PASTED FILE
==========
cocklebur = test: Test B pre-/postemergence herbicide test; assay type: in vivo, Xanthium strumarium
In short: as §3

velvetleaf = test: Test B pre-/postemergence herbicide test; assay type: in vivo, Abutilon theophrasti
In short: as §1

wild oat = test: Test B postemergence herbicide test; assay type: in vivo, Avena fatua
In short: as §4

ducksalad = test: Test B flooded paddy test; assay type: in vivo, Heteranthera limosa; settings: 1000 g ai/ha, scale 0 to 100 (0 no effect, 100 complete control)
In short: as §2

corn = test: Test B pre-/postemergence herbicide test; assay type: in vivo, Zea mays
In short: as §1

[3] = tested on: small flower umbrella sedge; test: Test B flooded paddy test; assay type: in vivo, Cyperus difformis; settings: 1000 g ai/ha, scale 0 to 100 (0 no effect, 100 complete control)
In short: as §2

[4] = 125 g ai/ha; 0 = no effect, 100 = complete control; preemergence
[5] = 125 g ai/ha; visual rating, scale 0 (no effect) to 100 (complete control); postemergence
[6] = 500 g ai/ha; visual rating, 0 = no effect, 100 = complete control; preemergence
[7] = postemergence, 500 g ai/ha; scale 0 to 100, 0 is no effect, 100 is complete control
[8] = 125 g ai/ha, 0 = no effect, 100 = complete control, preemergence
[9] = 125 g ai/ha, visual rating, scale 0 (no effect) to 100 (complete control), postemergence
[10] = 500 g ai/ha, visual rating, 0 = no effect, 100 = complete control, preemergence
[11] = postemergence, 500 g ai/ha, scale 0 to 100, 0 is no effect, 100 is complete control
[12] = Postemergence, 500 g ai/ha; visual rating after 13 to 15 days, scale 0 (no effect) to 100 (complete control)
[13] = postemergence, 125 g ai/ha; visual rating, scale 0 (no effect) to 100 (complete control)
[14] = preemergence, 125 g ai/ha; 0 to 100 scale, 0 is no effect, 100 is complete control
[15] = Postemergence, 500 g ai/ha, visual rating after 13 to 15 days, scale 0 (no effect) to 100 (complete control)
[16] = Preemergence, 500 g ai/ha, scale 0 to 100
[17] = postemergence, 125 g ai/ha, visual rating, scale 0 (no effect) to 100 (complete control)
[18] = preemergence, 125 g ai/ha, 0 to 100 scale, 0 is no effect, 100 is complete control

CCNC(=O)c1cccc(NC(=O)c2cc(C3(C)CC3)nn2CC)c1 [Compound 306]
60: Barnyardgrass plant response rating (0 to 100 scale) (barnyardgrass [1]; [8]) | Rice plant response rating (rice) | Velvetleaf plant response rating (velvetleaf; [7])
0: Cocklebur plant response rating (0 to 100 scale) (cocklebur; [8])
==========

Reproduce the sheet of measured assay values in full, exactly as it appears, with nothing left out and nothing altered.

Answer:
cocklebur = test: Test B pre-/postemergence herbicide test; assay type: in vivo, Xanthium strumarium
In short: as §3

velvetleaf = test: Test B pre-/postemergence herbicide test; assay type: in vivo, Abutilon theophrasti
In short: as §1

wild oat = test: Test B postemergence herbicide test; assay type: in vivo, Avena fatua
In short: as §4

ducksalad = test: Test B flooded paddy test; assay type: in vivo, Heteranthera limosa; settings: 1000 g ai/ha, scale 0 to 100 (0 no effect, 100 complete control)
In short: as §2

corn = test: Test B pre-/postemergence herbicide test; assay type: in vivo, Zea mays
In short: as §1

[3] = tested on: small flower umbrella sedge; test: Test B flooded paddy test; assay type: in vivo, Cyperus difformis; settings: 1000 g ai/ha, scale 0 to 100 (0 no effect, 100 complete control)
In short: as §2

[4] = 125 g ai/ha; 0 = no effect, 100 = complete control; preemergence
[5] = 125 g ai/ha; visual rating, scale 0 (no effect) to 100 (complete control); postemergence
[6] = 500 g ai/ha; visual rating, 0 = no effect, 100 = complete control; preemergence
[7] = postemergence, 500 g ai/ha; scale 0 to 100, 0 is no effect, 100 is complete control
[8] = 125 g ai/ha, 0 = no effect, 100 = complete control, preemergence
[9] = 125 g ai/ha, visual rating, scale 0 (no effect) to 100 (complete control), postemergence
[10] = 500 g ai/ha, visual rating, 0 = no effect, 100 = complete control, preemergence
[11] = postemergence, 500 g ai/ha, scale 0 to 100, 0 is no effect, 100 is complete control
[12] = Postemergence, 500 g ai/ha; visual rating after 13 to 15 days, scale 0 (no effect) to 100 (complete control)
[13] = postemergence, 125 g ai/ha; visual rating, scale 0 (no effect) to 100 (complete control)
[14] = preemergence, 125 g ai/ha; 0 to 100 scale, 0 is no effect, 100 is complete control
[15] = Postemergence, 500 g ai/ha, visual rating after 13 to 15 days, scale 0 (no effect) to 100 (complete control)
[16] = Preemergence, 500 g ai/ha, scale 0 to 100
[17] = postemergence, 125 g ai/ha, visual rating, scale 0 (no effect) to 100 (complete control)
[18] = preemergence, 125 g ai/ha, 0 to 100 scale, 0 is no effect, 100 is complete control

CCNC(=O)c1cccc(NC(=O)c2cc(C3(C)CC3)nn2CC)c1 [Compound 306]
60: Barnyardgrass plant response rating (0 to 100 scale) (barnyardgrass [1]; [8]) | Rice plant response rating (rice) | Velvetleaf plant response rating (velvetleaf; [7])
0: Cocklebur plant response rating (0 to 100 scale) (cocklebur; [8])